El Ingles Loco

Writing: Dave Smith

Photos: Matt Woods

How do you follow up one of Europe’s fastest street cars? With an outrageous street cruiser like this Galaxie.

Some people are just living the dream. This guy is one of them. He’s owned plenty of American cars and hot rods over the years, raced his own rail at a California nostalgia meet, and raced one of Europe’s fastest record setting street legal cars. Now he has this amazing street cruiser, which has a paint job so incredibly perfect and precise that it could be the paintwork equivalent of the engineering that goes into a seven- second engine.

From that paragraph you’ve probably guessed that we’re talking about West Yorkshire’s Steve Neimantas, the chap who, until recently, owned that amazing Topspeed Street Eliminator Bentley. So surely stepping out of a seven- second Bentley and into a kerb-crawling lowrider is a major step down? Not really; everyone needs a daily, right?

“I went to Bakersfield Hot Rod Reunion last October,” says Steve, “and behind the grandstands there’s a bit of a car show’n’shine area. That’s where I saw this Galaxie, on the Saturday, just parked up with a ‘for sale’ sign in the window but no price. Just from looking at the paint, I assumed the price would be stratospheric. I went back on the Sunday and it wasn’t there, but I spotted a guy with a ’57 Ford that had been painted by the same painter, and the guy turned out to be a friend of the Galaxie owner from the local car club, the Loco Banditos. I got chatting to him and he put me in touch with Joe, the Galaxie owner, so on the Monday I went over to see him. He had a unit nearby in Bakersfield, and inside was the Galaxie and, under a dust sheet, an amazing roof-chopped ’59 Impala in tangerine paint. I bought them both!”

“So surely stepping out of a seven- second Bentley and into a kerb- crawling lowrider is a major step down? Not really; everyone needs a daily, right?”

“I flew back to Heathrow, and as I was driving up the M1 I realised I’d just bought two cars and had nowhere to put them! I had a black ’68 Charger with a 572, and a friend of mine, Martin, had always said he’d buy it if it ever came up for sale, so I called him and told him it was available. I’d heard that he’d been looking to buy Richard Billings’ twin-turbo Mustang Street Eliminator car, and mentioned that if he fancied the Bentley, too, I’d do a deal on the pair. That was on a Monday; by Sunday they’d both gone. Before I went to Bakersfield I’d had no intention of selling either.”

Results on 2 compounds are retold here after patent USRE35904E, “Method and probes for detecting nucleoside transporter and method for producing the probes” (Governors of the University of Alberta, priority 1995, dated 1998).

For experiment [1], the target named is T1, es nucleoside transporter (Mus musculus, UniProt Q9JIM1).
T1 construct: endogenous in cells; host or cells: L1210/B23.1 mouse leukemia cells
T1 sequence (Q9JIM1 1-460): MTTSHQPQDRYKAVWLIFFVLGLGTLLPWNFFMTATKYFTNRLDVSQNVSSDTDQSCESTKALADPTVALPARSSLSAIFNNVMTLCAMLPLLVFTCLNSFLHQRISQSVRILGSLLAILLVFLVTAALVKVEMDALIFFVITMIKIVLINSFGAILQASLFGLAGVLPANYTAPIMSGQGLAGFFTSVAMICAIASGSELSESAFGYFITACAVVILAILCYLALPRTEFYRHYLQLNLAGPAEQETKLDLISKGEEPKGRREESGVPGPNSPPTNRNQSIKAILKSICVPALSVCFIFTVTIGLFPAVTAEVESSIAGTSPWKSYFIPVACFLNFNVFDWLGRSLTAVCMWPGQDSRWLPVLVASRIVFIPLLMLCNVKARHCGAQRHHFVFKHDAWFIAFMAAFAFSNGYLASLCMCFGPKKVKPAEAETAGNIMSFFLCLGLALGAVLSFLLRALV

“At the time, the Bentley engine was away being refreshed at EDA, so Martin took the car and came back much later for the engine, just before Easter. I was sad to see it go. I’d debuted it at the Main Event in 2014, then run if for that season and last year’s season. I’d run down as low as 7.30 in that car. A couple of years ago I bought the front-engined dragster that I ran at Bakersfield, and that’s run 7.6, not as quick as the Bentley, but it should run low sevens when we wind it up a bit, maybe even high sixes. It’s over here now, sat in my conservatory! I still have my old Street Eliminator Aston Martin, too.”

“That was on a Monday; by Sunday they’d both gone. Before I went to Bakersfield I’d had no intention of selling either”

“I’ve had American cars for years – it’s been 30 years since my first run up the strip at York – but I’ve always loved cruisers. I have a ’64 Biscayne, and before I saw the Galaxie I’d been thinking about doing something similar with it, but I can’t begin to imagine the time involved in a paint job like that. Considering the work involved, I got the car for nothing. It’s had a mountain of work done on it – the AccuAir E-level air suspension, discs on all four corners, a Thunderbird interior with new leather… you couldn’t get close to building it for what I paid for it.”

“It still has its original 352 Y-block and three-speed column-shift auto, and all mostly stock. It’s not fast, but it’s not meant to be. It drives beautifully, you just get in, turn the key and you’re away. For a 50-odd- year-old American car it’s a lovely drive. I don’t have any plans for it other than to keep it and drive it, because it needs nothing, everything works and does what it should. It’s not mint so I don’t mind parking it on the street or in a supermarket car park, and I don’t worry about people touching it. The Impala is the opposite; the paint is so flawless that it’s almost too good to use. Plus it’s been roof chopped and I’m six feet four, so I end up crouching in it! The Galaxie I’ll just jump in and go anywhere and it doesn’t miss a beat. I think this is the first Ford I’ve ever owned.”

“ I’ve had lots of cars over the last 30 years, but nothing makes people stop and stare like this”

“Everywhere inside is painted; just the work in the seat-backs alone is out of this world, you could hang them on the wall as art. They really went to town on the whole car, except the engine bay, which is all original and looks like it’s been Schutzed. Otherwise, it’s an eyeful of a car! I’ve had lots of cars over the last 30 years, but nothing makes people stop and stare like this. They probably think the circus is in town…”